OK , the stove produces massive quantities of heat - sometimes . This
morning it wasn't doing so great , like it couldn't breath . I got a wire
and cleaned the ashes from the grate from below , and now it's once again
producing a lot of heat . I don't think I should have to go thru that every
day , but don't know why it's plugging like that . I burn only oak , white
and red . Unfortunately it's not well seasoned , as I didn't really plan to
heat with wood . Is that maybe why it's plugging ?
This is a King Circulator stove , controlled <supposedly> by a thermo
spring that opens and closes an inlet damper . I plan on picking up a flue
damper today to install , as I'm much more familiar with that method of
control . I just know that we can't continue this overheat then freeze cycle
we've been experiencing .
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I would be cautious about a flue damper as they can cause problems. A fire
that is burning well will find a way to get the smoke to get out the stove
if you try closing the flue, and it may smoke out the room. I understand
that a flue damper is used when cold to reduce downdrafts that result in
smelly air being drawn down the chimney, or when hot to reduce a strong
updraft that is causing the fire to burn excessively hot.
Well , that is the design intent , but it ain't workin' like I would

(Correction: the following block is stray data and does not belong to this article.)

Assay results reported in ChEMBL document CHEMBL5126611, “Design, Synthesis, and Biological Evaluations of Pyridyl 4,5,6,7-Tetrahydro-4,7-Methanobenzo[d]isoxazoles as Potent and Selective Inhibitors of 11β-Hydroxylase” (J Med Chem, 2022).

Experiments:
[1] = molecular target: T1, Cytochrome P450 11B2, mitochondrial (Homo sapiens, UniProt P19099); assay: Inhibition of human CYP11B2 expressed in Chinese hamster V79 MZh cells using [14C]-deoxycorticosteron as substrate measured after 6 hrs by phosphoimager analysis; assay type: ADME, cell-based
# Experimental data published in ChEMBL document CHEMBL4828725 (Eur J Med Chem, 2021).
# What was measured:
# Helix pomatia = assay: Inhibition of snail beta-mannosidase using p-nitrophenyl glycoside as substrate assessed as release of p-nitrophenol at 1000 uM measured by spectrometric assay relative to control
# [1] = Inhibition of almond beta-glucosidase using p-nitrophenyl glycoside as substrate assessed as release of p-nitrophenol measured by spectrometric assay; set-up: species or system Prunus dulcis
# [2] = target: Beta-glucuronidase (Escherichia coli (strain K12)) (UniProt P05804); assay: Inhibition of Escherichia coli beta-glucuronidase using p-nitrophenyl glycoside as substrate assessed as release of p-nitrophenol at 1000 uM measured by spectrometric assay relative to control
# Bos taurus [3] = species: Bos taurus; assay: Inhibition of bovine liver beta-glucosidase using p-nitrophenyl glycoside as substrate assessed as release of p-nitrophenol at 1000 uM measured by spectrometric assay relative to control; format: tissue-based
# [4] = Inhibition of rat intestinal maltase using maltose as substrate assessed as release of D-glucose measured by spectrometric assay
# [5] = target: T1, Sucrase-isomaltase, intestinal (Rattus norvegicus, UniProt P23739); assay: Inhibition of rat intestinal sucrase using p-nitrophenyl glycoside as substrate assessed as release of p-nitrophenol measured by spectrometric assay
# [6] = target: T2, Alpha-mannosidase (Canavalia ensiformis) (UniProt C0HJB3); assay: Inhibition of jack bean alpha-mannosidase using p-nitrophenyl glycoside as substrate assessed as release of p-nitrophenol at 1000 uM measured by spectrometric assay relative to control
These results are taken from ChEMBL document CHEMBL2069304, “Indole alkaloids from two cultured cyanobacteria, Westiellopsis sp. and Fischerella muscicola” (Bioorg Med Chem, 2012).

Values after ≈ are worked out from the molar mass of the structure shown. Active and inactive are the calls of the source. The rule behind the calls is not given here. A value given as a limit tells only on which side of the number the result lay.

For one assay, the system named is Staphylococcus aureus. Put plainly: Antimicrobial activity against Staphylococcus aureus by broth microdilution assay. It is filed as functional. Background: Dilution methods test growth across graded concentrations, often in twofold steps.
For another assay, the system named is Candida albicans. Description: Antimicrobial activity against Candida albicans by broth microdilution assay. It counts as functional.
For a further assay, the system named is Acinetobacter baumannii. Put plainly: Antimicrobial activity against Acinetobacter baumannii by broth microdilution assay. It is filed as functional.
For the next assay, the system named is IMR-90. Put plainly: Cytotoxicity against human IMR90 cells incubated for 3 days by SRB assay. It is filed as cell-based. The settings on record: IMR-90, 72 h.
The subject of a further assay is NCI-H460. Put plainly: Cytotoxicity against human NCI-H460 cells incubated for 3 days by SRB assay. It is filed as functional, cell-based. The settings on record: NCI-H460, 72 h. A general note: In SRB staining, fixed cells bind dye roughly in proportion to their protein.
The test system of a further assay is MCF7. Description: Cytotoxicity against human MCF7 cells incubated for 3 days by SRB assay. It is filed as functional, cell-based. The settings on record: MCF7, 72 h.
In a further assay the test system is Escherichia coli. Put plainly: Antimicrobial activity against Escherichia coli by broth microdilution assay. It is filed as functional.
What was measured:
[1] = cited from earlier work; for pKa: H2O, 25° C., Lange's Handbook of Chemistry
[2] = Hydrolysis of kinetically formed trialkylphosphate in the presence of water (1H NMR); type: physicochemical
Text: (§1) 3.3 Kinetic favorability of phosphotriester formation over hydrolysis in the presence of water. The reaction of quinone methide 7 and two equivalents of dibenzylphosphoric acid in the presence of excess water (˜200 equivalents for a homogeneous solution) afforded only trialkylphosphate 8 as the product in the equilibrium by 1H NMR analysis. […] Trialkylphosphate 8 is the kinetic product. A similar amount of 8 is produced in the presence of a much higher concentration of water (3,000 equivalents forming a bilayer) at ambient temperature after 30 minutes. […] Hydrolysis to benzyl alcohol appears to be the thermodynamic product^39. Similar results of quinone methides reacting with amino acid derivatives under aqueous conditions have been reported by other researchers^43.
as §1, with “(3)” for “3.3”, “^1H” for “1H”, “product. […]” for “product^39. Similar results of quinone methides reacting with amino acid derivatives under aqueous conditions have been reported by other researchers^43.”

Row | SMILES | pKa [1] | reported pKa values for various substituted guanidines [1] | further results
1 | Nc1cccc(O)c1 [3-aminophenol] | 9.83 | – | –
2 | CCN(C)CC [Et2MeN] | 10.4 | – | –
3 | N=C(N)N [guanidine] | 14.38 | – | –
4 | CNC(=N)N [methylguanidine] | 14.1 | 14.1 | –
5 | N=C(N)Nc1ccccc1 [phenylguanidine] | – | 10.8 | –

think - as in close the inlet and it gets cooler . Seems that when I turn it
"down" it gets hotter . I think that this might be because it's holding the
heat in the stove instead of letting it out the flue pipe , but shouldn't
restricting air flow also cool the fire somewhat ? This thing is oversize
for our current heated area and I knew that when I bought it <great deal ,
200 bucks including everything needed to hook it up> but I expected to be
able to regulate the output much better . I hate opening a window to cool
things off , that's just throwing heat away and I don't like cutting and
splitting wood just to toss the heat out the window .
On 12/27/2013 8:49 AM, Snag wrote:
This thing is oversize
Did they put in a damper? Have you called them and asked them to come
check it out? They are usually pretty good about that, as it covers
their *** should something not be just right. Wood stoves are simple,
unless something basic has been overlooked, and that is possible.
The stove is a King Circulator , and since I got it used there are no
directions . My neighbor up the hill <across the little dirt road> has one
just like it , he hasn't got a flue damper either . By starting a bit
earlier in the day and getting a good hot fire before stoking it up for the
night I managed to keep it above 70* here all night last night . Feels good
! and the humidity that's plagued us in the camper is way down now that
we're using wood .
On Sun, 29 Dec 2013 10:17:46 -0500, firstname.lastname@example.org wrote:
I've been running a Vermont Casting stove for 30+ years with no
damper. Properly designed, the supply side can fine tune very well.
It maintains the temperature within a couple of degrees and I rarely
have to change it.
I'm sure that it does, Snag, but stop for a minute and think this through...
From where does the stove draw it's combustion air? Correct the first
time, THE ROOM. It isn't drawing it down the flue and then shooting the
smoke and waste gases up that same flue.
If you choke off the flue when the fire's burning, you're going to be
venting those gases back into the room.
On 12/28/2013 1:33 PM, Unquestionably Confused wrote